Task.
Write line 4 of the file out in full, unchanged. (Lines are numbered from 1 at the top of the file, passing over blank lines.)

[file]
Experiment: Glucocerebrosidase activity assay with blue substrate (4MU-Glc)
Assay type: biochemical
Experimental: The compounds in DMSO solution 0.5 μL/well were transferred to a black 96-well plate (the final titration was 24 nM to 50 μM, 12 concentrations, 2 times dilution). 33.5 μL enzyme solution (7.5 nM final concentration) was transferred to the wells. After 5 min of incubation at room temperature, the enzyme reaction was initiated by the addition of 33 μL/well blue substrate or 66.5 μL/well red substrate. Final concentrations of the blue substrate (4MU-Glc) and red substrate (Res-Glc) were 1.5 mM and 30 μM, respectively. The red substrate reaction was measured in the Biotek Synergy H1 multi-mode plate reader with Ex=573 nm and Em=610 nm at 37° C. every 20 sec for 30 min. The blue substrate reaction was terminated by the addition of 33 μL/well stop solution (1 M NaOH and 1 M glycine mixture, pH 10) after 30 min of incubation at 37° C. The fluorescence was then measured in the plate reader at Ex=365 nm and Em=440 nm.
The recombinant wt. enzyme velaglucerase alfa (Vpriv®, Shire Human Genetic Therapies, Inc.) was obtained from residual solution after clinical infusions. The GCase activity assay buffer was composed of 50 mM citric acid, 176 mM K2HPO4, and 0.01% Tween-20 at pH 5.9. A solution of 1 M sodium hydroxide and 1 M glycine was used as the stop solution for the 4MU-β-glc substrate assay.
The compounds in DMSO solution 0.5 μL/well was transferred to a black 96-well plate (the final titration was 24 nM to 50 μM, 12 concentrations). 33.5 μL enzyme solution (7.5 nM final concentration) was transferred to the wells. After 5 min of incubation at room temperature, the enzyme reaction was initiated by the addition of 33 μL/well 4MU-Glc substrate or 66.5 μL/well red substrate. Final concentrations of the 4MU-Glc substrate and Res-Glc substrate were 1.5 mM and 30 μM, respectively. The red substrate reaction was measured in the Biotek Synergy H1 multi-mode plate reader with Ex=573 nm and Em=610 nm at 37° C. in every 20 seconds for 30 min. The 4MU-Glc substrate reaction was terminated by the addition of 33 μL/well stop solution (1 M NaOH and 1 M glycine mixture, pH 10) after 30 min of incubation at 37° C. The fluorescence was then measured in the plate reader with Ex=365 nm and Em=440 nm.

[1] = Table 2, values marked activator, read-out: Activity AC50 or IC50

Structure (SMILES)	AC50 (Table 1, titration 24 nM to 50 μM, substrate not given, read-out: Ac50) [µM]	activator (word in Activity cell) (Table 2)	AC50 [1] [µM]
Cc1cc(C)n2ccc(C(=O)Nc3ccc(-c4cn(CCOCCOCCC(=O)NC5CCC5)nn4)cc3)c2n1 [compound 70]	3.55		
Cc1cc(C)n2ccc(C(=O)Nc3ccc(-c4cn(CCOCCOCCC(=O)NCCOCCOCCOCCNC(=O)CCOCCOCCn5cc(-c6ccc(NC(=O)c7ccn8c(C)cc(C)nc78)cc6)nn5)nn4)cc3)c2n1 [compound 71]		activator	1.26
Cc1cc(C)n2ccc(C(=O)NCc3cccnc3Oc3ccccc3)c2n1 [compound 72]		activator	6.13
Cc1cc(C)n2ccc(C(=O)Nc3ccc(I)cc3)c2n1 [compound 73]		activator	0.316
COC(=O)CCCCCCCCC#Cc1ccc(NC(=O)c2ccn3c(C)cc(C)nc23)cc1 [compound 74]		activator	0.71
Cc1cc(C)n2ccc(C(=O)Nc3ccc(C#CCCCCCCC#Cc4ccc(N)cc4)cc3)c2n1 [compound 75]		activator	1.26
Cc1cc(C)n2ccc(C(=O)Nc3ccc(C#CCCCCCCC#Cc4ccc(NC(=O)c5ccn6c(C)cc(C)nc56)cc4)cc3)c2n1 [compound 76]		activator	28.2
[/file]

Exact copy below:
The recombinant wt. enzyme velaglucerase alfa (Vpriv®, Shire Human Genetic Therapies, Inc.) was obtained from residual solution after clinical infusions. The GCase activity assay buffer was composed of 50 mM citric acid, 176 mM K2HPO4, and 0.01% Tween-20 at pH 5.9. A solution of 1 M sodium hydroxide and 1 M glycine was used as the stop solution for the 4MU-β-glc substrate assay.